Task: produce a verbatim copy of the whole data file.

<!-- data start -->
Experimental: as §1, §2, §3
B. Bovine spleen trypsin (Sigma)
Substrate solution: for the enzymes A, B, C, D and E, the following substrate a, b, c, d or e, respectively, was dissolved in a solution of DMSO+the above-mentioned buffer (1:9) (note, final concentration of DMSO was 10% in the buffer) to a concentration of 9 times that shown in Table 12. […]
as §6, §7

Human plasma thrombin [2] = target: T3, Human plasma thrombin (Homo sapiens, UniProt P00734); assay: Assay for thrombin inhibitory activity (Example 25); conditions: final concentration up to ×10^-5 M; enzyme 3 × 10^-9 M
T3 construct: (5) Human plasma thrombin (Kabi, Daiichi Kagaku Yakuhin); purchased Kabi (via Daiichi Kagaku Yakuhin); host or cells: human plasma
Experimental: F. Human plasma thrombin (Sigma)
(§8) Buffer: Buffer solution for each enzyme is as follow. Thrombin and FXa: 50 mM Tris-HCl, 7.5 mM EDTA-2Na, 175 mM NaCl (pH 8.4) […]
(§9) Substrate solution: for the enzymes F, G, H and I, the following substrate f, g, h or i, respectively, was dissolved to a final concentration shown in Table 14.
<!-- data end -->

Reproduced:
Experimental: as §1, §2, §3
B. Bovine spleen trypsin (Sigma)
Substrate solution: for the enzymes A, B, C, D and E, the following substrate a, b, c, d or e, respectively, was dissolved in a solution of DMSO+the above-mentioned buffer (1:9) (note, final concentration of DMSO was 10% in the buffer) to a concentration of 9 times that shown in Table 12. […]
as §6, §7

Human plasma thrombin [2] = target: T3, Human plasma thrombin (Homo sapiens, UniProt P00734); assay: Assay for thrombin inhibitory activity (Example 25); conditions: final concentration up to ×10^-5 M; enzyme 3 × 10^-9 M
T3 construct: (5) Human plasma thrombin (Kabi, Daiichi Kagaku Yakuhin); purchased Kabi (via Daiichi Kagaku Yakuhin); host or cells: human plasma
Experimental: F. Human plasma thrombin (Sigma)
(§8) Buffer: Buffer solution for each enzyme is as follow. Thrombin and FXa: 50 mM Tris-HCl, 7.5 mM EDTA-2Na, 175 mM NaCl (pH 8.4) […]
(§9) Substrate solution: for the enzymes F, G, H and I, the following substrate f, g, h or i, respectively, was dissolved to a final concentration shown in Table 14.